I wanted to wait until Sept 11 to share this note from William Daughtery, a C-17 pilot that had the honor of flying the Navy Seals back from Afghanistan. But I couldn’t wait until then.
Written by a C-17 Pilot flying the Navy Seals back to Dover AFB.
I had an unforgettable day yesterday and wanted to share it with you. I
know we've all sat around and discussed in detail why we do what we do and
if we will be willing to continue to do what we do day in and day out
regardless of deployments, retirement decisions, job opportunities, missed
birthdays, missed holidays, etc. This is something I wanted to share and
you were the people that came to mind. It's another reason I continue to
serve. I guess because many others do and sacrifice a lot more, some even
My crew was alerted yesterday to find that our mission had changed. We
were now a backup to a high priority mission originating from Afghanistan.
When I asked where we would be going the answer was "back to the states".
Later I learned our destination was Dover.
I was the aircraft commander for one of two C-17s that transferred the
Chinook helicopter crash soldiers back home. The crew that started this
mission in Afghanistan would end up running out of crew duty day and need
another crew to continue the soldier's journey. We just happened to be
available. After being alerted and going through our normal sequence, I
found myself at the foot of the aircraft steps.
Before I took my first step upward I noticed a transfer case close to the
door. I had only seen one in pictures. The American Flag was tucked
smartly, folded and secured on top. I paused at the bottom of the stairs,
took a deep breath and continued up with my mind and eyes focusing on making
it to the next ladder leading to the cockpit. However, as I entered, I
couldn't help but notice the remaining nineteen transfer cases in the cargo
compartment. The entire cargo compartment was filled with identical
transfer cases with American Flags. I made my way up to the cockpit and
received a briefing from the previous aircraft commander. After the
briefing we exchanged a handshake and the other pilot was on his way.
I felt a need to ensure the crew focused on their normal duties. I
instructed the other two pilots to began the preflight. I went back down
into the cargo compartment to see what needed to be done and find the
paperwork I needed to sign. The cargo compartment was now filled with
numerous people from the mortuary affairs squadron. They were busy
adjusting, resetting and overall preparing the cases for their continued
flight. Before they began I asked who was in charge because I knew there
was paperwork I needed to sign. I finally found a Staff Sergeant who was
working an issue with the paperwork. After it was complete, he brought it
up to the cockpit for me to review and sign.
There are moments in life I will never forget. For me, it's the days my son
and daughter were born. Another occurred five months ago when I had to
deliver the unthinkable news to a mother that her son was killed in
Afghanistan and although I didn't anticipate another day like that this
soon, yesterday was another. I looked at the paperwork I was signing and
realized the magnitude of the day. I glanced over the paperwork and signed.
In a way, I felt I had taken ownership of these fallen soldiers. It was now
my duty to ensure they make it home.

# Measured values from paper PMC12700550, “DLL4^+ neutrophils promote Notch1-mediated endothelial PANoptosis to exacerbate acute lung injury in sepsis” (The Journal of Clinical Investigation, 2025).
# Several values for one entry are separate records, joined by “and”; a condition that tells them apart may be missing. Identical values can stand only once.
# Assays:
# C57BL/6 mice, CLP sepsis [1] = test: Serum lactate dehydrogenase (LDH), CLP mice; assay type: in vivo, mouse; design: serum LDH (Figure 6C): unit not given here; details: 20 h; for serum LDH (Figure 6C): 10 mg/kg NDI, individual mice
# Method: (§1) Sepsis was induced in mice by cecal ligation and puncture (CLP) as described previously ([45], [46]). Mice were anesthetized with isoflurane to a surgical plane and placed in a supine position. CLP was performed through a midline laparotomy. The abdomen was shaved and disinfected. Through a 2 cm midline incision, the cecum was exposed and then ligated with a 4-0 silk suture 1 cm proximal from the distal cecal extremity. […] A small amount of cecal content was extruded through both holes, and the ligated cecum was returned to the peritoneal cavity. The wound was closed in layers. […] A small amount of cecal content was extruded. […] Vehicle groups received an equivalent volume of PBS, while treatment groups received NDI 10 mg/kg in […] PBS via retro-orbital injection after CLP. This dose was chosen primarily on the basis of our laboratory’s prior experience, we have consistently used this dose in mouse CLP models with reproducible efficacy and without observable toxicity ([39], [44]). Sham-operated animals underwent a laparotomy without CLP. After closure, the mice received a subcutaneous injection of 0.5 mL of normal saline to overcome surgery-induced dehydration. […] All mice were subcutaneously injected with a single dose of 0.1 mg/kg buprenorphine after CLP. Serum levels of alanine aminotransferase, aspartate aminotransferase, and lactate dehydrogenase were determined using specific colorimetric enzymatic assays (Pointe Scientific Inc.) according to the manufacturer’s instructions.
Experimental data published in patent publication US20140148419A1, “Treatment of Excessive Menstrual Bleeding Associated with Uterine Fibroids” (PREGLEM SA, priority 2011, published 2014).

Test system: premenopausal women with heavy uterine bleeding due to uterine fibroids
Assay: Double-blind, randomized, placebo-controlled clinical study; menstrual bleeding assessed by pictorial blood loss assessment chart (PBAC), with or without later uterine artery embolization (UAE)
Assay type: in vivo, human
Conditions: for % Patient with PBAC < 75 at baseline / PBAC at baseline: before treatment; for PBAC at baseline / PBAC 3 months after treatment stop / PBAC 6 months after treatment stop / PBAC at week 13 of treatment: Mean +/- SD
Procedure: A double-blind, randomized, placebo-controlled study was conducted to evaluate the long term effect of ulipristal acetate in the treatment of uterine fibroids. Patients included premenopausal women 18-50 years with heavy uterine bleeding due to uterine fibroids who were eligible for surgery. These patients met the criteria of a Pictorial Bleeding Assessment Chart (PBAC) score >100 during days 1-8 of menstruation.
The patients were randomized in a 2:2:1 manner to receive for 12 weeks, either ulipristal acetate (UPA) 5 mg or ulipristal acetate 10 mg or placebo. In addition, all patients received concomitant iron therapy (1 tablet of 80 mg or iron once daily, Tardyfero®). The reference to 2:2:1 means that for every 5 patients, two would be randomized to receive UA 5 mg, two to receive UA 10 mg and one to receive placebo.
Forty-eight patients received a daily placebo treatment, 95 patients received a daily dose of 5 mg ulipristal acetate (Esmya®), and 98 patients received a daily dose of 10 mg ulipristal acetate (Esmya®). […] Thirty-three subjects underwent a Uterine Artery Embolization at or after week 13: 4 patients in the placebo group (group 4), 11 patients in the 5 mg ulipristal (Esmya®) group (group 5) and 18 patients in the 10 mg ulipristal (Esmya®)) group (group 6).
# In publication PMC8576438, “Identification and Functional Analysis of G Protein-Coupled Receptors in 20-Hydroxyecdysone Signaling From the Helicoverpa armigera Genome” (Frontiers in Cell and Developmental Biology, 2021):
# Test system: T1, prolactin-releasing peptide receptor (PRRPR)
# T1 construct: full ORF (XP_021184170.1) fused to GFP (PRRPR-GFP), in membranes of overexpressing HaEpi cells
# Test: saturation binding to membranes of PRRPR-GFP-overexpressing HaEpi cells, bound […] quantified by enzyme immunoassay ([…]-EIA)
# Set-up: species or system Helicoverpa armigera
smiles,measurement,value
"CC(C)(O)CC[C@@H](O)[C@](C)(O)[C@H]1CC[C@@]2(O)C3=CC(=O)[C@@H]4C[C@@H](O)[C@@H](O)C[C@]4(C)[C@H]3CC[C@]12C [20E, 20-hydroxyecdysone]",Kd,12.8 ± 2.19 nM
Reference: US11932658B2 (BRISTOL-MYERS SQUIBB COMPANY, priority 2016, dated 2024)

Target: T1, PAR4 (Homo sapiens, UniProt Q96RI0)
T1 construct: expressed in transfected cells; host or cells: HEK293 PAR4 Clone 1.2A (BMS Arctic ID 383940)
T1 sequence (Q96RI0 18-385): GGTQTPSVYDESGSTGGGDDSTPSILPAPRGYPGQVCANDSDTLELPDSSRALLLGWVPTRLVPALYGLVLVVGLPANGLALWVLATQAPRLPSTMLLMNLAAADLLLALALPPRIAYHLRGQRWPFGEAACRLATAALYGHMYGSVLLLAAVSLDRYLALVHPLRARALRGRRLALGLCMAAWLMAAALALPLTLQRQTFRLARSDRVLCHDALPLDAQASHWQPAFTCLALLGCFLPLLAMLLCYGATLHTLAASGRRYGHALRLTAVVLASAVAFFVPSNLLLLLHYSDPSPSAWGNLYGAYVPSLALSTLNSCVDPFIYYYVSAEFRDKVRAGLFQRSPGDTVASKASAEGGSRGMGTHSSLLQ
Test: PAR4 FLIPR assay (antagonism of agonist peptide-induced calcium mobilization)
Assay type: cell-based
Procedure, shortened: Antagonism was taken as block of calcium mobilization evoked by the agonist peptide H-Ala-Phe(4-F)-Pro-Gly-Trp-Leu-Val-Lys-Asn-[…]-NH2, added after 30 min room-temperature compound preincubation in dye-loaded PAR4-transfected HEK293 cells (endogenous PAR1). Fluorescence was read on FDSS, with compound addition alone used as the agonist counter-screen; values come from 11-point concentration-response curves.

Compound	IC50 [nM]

After confirming the preflight was complete and the aircraft was fueled, I
went outside to start my walk-around. As I walked down the steps, a bus had
parked in front of the aircraft and unloaded eleven passengers. The
passengers were fellow SEAL team members who were escorting the fallen back
to the states. I stood at the front of the aircraft and watched them board.
Every one of them walked off the bus with focus in their eyes and
determination in their steps; just as I imagine they do when they go on a
mission. I made eye contact with the lead SEAL, nodded my head in respect
and he nodded back.
Finishing my walk-around, I stopped at the bottom of the stairs. I looked
up into the cargo compartment; two American Flags and one SEAL Team Six flag
hung from the top of the cargo compartment. Three of twenty transfer cases
visible; one with an American Flag and two with Afghan flags. I looked up
at my aircraft and saw, "United States Air Force" painted on the side and I
stood trying to take it all in. I wanted to make certain that I never
forget these images. That I never forget the faces of the SEALS, the smell
of the cargo compartment or the sun slowly rising over the landscape. It's
important that I don't forget. We need to honor the dead, honor the
sacrifice of the fallen.
I understand my role in getting these fallen soldiers home is insignificant
compared to the lives they lived and the things they did for our country.
Most of it we will never know. All I know is every American should see what
I've seen. Every American should see the bus loads of families as they exit
the freeway headed for Dover AFB to reunite with their fallen or witness the
amount of time, effort, people and equipment that go into ensuring our
fallen have a honorable return.
The very next day we took the same aircraft back overseas. We had leveled
the aircraft at our cruise altitude and I walked down to the cargo
compartment. No more American Flags hung from the ceiling. All the
transfer cases were gone.
Instead I watched a father lay with his son, cradled on his chest, on the
same spot that only yesterday held a fallen soldier. I watched a young
girl, clutching a teddy bear, sleeping quietly where the fallen had laid. I
realized so many Americans have no idea where the fallen lay.
I'm honored to be one that does.